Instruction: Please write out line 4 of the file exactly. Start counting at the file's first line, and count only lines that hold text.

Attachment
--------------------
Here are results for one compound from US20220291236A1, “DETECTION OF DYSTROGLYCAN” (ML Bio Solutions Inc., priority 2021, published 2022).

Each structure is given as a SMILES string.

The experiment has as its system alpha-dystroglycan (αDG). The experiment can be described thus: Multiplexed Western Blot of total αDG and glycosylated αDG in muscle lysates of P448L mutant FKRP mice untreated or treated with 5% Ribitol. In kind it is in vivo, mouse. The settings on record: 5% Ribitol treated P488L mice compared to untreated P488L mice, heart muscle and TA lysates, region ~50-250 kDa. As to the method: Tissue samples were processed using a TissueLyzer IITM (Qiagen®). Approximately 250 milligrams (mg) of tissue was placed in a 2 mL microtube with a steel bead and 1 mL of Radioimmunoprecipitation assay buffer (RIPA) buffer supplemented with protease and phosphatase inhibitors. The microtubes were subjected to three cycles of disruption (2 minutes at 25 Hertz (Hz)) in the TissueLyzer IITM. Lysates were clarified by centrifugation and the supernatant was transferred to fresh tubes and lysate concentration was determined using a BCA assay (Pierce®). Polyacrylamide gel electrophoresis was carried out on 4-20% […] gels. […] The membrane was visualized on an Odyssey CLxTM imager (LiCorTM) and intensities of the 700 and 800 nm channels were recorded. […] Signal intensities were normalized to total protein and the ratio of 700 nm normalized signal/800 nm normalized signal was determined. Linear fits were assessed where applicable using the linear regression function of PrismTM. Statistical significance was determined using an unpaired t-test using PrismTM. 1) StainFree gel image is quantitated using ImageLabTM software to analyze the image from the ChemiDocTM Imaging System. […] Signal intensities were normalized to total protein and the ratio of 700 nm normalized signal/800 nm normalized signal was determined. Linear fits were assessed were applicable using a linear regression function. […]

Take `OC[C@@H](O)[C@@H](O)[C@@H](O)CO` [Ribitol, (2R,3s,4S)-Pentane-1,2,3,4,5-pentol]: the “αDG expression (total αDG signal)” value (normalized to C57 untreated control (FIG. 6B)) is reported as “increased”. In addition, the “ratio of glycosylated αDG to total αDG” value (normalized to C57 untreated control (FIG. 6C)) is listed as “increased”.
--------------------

Take `OC[C@@H](O)[C@@H](O)[C@@H](O)CO` [Ribitol, (2R,3s,4S)-Pentane-1,2,3,4,5-pentol]: the “αDG expression (total αDG signal)” value (normalized to C57 untreated control (FIG. 6B)) is reported as “increased”. In addition, the “ratio of glycosylated αDG to total αDG” value (normalized to C57 untreated control (FIG. 6C)) is listed as “increased”.